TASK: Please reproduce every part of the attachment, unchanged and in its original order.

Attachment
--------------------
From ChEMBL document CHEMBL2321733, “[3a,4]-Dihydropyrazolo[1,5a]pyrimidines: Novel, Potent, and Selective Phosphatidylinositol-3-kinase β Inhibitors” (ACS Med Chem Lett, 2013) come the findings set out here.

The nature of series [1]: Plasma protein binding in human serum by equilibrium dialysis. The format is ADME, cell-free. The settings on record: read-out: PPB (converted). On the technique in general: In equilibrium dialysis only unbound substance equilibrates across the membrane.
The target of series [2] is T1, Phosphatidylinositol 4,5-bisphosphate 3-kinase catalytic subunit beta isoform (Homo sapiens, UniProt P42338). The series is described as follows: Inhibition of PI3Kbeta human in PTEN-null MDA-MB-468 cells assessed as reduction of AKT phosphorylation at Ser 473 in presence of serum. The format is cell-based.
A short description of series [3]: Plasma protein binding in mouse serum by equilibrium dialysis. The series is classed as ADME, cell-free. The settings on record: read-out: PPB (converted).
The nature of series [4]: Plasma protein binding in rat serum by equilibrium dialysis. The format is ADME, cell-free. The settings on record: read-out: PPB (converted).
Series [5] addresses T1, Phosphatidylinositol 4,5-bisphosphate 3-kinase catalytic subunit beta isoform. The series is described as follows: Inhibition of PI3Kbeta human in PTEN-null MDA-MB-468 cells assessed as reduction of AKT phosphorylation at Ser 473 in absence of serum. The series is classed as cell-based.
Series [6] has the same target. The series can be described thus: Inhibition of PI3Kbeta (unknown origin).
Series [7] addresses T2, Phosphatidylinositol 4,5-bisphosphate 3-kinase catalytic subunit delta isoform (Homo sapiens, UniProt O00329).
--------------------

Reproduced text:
From ChEMBL document CHEMBL2321733, “[3a,4]-Dihydropyrazolo[1,5a]pyrimidines: Novel, Potent, and Selective Phosphatidylinositol-3-kinase β Inhibitors” (ACS Med Chem Lett, 2013) come the findings set out here.

The nature of series [1]: Plasma protein binding in human serum by equilibrium dialysis. The format is ADME, cell-free. The settings on record: read-out: PPB (converted). On the technique in general: In equilibrium dialysis only unbound substance equilibrates across the membrane.
The target of series [2] is T1, Phosphatidylinositol 4,5-bisphosphate 3-kinase catalytic subunit beta isoform (Homo sapiens, UniProt P42338). The series is described as follows: Inhibition of PI3Kbeta human in PTEN-null MDA-MB-468 cells assessed as reduction of AKT phosphorylation at Ser 473 in presence of serum. The format is cell-based.
A short description of series [3]: Plasma protein binding in mouse serum by equilibrium dialysis. The series is classed as ADME, cell-free. The settings on record: read-out: PPB (converted).
The nature of series [4]: Plasma protein binding in rat serum by equilibrium dialysis. The format is ADME, cell-free. The settings on record: read-out: PPB (converted).
Series [5] addresses T1, Phosphatidylinositol 4,5-bisphosphate 3-kinase catalytic subunit beta isoform. The series is described as follows: Inhibition of PI3Kbeta human in PTEN-null MDA-MB-468 cells assessed as reduction of AKT phosphorylation at Ser 473 in absence of serum. The series is classed as cell-based.
Series [6] has the same target. The series can be described thus: Inhibition of PI3Kbeta (unknown origin).
Series [7] addresses T2, Phosphatidylinositol 4,5-bisphosphate 3-kinase catalytic subunit delta isoform (Homo sapiens, UniProt O00329).